FIG. 2 is a cutaway, partial perspective view of the reactor pressure vessel of FIG. 1, illustrating the conventional straight steam dryers within the reactor pressure vessel. Referring to FIG. 2, the straight steam dryers 102 each have an elongated body and are arranged in parallel. Wet steam enters the steam dryers 102 from below and exits as dry steam through the vertical steam outlet surface of each steam dryer 102. The steam dryers 102 are oriented such that steam outlet surfaces face the center of the reactor pressure vessel 100.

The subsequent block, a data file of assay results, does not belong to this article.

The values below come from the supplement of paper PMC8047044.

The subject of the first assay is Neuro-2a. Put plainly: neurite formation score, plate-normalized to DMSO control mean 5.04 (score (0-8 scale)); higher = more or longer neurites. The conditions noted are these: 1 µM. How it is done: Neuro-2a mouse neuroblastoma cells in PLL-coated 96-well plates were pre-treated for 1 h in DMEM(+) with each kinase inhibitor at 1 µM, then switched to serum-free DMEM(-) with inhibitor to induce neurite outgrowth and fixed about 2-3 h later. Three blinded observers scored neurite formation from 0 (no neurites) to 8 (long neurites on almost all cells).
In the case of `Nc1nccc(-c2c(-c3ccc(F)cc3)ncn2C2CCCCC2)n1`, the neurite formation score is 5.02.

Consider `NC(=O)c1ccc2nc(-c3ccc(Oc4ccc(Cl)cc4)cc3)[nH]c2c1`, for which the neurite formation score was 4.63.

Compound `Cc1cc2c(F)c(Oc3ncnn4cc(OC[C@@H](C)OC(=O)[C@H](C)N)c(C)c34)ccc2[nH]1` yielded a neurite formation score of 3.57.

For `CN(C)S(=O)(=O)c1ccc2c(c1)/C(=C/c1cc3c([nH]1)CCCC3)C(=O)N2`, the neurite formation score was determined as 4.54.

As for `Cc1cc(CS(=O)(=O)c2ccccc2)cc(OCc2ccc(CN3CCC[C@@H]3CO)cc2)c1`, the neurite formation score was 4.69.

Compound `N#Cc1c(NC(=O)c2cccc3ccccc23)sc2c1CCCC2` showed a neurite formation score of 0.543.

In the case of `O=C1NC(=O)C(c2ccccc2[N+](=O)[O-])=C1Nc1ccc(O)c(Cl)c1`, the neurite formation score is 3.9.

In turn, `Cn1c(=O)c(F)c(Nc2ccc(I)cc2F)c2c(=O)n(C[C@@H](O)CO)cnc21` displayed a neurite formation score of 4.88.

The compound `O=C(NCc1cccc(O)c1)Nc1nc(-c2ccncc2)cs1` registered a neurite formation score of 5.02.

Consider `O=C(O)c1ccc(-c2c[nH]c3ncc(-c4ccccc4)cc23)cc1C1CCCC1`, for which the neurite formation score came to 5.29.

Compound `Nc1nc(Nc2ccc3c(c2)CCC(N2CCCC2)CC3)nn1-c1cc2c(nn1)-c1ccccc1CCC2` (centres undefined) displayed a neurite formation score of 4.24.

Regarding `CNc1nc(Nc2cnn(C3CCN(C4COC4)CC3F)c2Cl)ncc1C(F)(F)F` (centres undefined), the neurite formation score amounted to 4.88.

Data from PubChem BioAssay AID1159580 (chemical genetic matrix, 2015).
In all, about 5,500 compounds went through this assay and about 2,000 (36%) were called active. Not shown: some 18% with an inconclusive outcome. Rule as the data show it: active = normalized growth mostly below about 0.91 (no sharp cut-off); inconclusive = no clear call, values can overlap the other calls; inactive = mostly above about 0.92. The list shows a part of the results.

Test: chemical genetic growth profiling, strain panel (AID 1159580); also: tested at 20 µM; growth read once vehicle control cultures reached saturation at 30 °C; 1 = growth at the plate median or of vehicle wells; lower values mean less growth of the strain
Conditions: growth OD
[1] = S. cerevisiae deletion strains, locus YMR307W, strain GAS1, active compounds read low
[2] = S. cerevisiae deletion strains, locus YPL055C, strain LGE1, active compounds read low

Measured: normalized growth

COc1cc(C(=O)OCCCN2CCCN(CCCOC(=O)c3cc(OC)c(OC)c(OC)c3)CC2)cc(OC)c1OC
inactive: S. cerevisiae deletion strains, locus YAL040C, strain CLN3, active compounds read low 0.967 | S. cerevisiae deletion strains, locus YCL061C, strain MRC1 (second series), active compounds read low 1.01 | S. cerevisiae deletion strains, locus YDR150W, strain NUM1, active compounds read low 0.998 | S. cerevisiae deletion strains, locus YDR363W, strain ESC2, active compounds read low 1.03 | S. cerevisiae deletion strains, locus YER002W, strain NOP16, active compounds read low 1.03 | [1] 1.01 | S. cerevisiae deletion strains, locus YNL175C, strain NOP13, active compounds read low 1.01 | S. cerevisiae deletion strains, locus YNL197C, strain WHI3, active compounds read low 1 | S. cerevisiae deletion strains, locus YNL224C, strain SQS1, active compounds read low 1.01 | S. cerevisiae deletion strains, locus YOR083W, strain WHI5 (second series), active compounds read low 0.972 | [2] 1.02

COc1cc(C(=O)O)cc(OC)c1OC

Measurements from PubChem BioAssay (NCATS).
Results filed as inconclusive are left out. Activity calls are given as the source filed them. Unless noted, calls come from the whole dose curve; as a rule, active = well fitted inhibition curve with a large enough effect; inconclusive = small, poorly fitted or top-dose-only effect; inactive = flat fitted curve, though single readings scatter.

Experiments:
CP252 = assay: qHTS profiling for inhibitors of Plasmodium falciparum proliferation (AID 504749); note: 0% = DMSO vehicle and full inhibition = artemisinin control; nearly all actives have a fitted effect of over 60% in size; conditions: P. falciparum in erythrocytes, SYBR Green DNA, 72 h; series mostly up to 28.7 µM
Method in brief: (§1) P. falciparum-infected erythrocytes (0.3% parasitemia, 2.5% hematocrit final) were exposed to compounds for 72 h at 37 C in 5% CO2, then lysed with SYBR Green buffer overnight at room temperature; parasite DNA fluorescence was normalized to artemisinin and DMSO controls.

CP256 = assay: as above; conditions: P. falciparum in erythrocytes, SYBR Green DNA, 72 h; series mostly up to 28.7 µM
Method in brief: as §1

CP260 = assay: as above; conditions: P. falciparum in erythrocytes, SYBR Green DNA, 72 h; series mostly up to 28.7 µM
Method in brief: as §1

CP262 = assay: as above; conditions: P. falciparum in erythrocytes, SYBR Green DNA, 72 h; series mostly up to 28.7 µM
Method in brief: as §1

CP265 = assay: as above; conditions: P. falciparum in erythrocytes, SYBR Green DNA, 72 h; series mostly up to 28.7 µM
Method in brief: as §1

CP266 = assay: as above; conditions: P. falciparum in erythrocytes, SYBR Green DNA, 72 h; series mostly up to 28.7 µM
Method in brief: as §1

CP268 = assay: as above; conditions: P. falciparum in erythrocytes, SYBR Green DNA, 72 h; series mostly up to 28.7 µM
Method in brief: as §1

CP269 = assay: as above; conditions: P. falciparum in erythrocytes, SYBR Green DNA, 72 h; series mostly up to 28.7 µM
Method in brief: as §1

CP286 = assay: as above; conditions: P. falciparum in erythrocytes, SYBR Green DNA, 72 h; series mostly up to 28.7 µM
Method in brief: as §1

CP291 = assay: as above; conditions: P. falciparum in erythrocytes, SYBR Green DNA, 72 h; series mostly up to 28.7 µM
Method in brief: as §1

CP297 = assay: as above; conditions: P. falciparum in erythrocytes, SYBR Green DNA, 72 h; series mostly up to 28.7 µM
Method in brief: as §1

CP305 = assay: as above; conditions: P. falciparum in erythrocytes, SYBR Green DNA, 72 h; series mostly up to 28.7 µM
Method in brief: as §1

FIG. 3 is a cutaway perspective view of one of the conventional straight steam dryers illustrated in FIGS. 1-2. Referring to FIG. 3, the steam dryer 102 has a sloping hood 130 on one side of its elongated body and a vertical steam outlet surface on the other side of its elongated body. A plurality of corrugated plates 134 are arranged within the steam dryer 102 to form steam passages between the corrugated plates 134. The corrugated plates 134 are aligned so as to be parallel to each other while being perpendicular to the longitudinal axis of the elongated body of the steam dryer 102. Perforated plates 132 are also provided on the hood side and the steam outlet side of the steam dryer 102 to guard the entrances and exits of the steam passages, respectively.